The income gap between the "haves" and the "have-nots" must be taken into account when considering the issue of food security across Asia, according to a report to be published in the International Journal of Agricultural Resources, Governance and Ecology.
Lily Kiminami, Professor in Regional, Rural and Development Economics in the Institute of Science and Technology, at Niigata University, Japan, explains that society at the regional, national and international level has a role to play in ensuring food security, that can cope with changes in food consumption, and be made sustainable in the light of climate change and in times of economic strife.
Until now, research on food policy has focused only on investigating the relationship between average income level and corresponding food demand at the national level. Research related to the impact of the income gap on food security in the face of economic changes has proved inadequate. As such, she and her colleagues have investigated the impact of economic growth on food consumption in Asia and taken into consideration the income gap.
Rice is the primary staple food across the majority of Asia, Kiminami points out. With only a few exceptions, most Asian countries show that the proportion of Gross Domestic Product (GDP) in grain agriculture is high while income per capita is low. Moreover, the large population densities also mean that the area of cultivated land per capita is also low. Where there are different social, economic and cultural conditions, in East Asia, for instance, it is apparent that rice consumption tends to decrease as income rises, with high-end products, such as meat, fish, fruit and vegetables, being eaten in preference to rice.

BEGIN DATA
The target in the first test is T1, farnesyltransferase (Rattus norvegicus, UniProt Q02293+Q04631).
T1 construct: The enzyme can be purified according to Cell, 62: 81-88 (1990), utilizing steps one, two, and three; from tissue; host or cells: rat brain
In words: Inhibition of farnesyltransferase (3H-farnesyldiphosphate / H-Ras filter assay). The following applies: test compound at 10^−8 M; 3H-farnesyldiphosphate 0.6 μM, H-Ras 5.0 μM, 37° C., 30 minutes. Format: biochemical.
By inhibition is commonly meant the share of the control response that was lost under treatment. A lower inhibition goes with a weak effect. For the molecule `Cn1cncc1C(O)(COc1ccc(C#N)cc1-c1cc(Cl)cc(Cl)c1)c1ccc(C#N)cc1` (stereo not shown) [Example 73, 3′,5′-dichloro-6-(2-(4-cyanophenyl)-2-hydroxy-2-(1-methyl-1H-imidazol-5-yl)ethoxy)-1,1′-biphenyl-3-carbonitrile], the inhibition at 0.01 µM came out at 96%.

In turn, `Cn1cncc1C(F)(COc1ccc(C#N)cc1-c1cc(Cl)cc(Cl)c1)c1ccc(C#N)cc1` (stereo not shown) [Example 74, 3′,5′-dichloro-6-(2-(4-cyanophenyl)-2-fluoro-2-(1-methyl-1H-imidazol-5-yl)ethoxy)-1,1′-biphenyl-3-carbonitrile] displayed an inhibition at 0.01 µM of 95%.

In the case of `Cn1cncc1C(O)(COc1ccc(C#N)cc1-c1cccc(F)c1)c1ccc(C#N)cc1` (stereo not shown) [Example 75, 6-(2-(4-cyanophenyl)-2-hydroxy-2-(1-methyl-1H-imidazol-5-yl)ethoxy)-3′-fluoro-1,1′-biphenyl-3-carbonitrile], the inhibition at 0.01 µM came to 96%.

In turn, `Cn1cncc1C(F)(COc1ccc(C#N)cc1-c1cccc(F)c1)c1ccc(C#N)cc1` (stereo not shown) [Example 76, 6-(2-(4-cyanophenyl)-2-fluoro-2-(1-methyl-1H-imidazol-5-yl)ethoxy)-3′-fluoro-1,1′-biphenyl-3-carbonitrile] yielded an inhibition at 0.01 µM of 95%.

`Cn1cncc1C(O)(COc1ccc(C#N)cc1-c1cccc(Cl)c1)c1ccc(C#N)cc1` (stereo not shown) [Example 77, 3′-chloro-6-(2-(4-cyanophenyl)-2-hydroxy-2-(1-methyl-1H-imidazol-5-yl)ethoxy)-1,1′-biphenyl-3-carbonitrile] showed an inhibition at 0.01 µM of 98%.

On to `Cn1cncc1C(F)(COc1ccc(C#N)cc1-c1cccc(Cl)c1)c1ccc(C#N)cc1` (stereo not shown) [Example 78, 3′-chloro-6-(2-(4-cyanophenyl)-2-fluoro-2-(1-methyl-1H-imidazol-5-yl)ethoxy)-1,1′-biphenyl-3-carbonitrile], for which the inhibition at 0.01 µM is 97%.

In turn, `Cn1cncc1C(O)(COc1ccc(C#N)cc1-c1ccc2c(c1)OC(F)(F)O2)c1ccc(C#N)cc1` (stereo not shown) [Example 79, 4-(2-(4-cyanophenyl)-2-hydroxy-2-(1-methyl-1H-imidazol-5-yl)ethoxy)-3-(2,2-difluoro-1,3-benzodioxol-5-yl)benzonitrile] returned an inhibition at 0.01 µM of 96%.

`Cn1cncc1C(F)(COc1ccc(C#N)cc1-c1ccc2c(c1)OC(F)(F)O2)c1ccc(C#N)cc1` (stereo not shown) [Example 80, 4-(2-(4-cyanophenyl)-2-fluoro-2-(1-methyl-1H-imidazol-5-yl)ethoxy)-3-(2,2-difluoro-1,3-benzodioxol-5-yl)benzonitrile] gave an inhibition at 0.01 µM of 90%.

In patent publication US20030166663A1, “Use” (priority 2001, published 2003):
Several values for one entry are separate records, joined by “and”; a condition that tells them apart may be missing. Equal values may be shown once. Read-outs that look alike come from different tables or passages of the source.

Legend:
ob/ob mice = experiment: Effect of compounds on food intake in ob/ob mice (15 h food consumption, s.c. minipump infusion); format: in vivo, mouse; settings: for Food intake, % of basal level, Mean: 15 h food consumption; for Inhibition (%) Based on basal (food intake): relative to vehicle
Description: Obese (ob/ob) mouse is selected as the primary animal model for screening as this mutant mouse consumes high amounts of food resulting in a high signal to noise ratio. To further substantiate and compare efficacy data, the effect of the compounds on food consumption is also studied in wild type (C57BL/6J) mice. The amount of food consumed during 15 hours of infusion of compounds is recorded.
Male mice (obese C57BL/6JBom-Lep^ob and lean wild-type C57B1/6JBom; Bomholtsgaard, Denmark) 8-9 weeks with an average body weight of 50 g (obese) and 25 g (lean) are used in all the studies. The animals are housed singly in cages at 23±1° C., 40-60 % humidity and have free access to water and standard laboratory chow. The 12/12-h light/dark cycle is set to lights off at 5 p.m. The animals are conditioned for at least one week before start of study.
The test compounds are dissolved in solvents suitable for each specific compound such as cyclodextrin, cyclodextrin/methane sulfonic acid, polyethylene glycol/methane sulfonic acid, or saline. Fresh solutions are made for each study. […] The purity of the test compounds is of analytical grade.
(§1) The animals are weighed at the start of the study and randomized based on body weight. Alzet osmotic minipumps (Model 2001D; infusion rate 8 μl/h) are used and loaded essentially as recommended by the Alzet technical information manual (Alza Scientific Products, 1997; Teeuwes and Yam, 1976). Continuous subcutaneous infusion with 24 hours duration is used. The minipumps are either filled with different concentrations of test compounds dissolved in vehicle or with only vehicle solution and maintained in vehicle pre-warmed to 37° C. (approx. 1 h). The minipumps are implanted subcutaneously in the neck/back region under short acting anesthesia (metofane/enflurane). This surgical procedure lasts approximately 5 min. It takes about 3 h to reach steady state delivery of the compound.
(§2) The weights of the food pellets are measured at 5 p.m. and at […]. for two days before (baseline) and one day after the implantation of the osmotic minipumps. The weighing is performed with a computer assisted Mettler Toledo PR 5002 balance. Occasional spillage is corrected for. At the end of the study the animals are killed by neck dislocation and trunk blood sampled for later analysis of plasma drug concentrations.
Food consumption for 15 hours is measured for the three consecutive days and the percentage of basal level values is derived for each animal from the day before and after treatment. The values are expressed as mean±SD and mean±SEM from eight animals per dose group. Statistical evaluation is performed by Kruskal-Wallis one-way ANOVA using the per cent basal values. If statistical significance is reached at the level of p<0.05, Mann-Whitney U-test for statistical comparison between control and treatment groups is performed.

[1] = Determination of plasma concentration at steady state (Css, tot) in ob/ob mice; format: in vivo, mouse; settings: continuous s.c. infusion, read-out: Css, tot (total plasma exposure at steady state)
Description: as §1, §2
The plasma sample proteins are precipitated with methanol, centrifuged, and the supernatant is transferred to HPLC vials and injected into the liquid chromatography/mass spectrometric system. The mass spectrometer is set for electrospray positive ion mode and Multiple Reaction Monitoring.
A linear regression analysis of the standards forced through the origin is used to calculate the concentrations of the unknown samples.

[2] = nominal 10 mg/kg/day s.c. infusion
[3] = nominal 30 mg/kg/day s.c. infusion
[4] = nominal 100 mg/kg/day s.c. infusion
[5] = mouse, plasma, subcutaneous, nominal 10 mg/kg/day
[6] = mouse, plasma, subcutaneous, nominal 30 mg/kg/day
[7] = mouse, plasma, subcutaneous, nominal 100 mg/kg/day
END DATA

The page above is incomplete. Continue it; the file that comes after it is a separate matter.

Such a localized socioeconomic shift would suggest that food security where all people, at all times, have physical and economic access to sufficient, safe and nutritious food for a healthy and active life, is not necessarily attainable given an ever-increasing income gap.
In order to achieve sustainability and food security, Kiminami suggests that there must be a shift from purely efficient food production to efficient and sustainable. Such a shift would involve the implementation of redistribution systems, such as food assistance for the poor, and further improved food production policies that take into account the needs of the millions of people across Asia's rapidly developing nations living below the poverty line.
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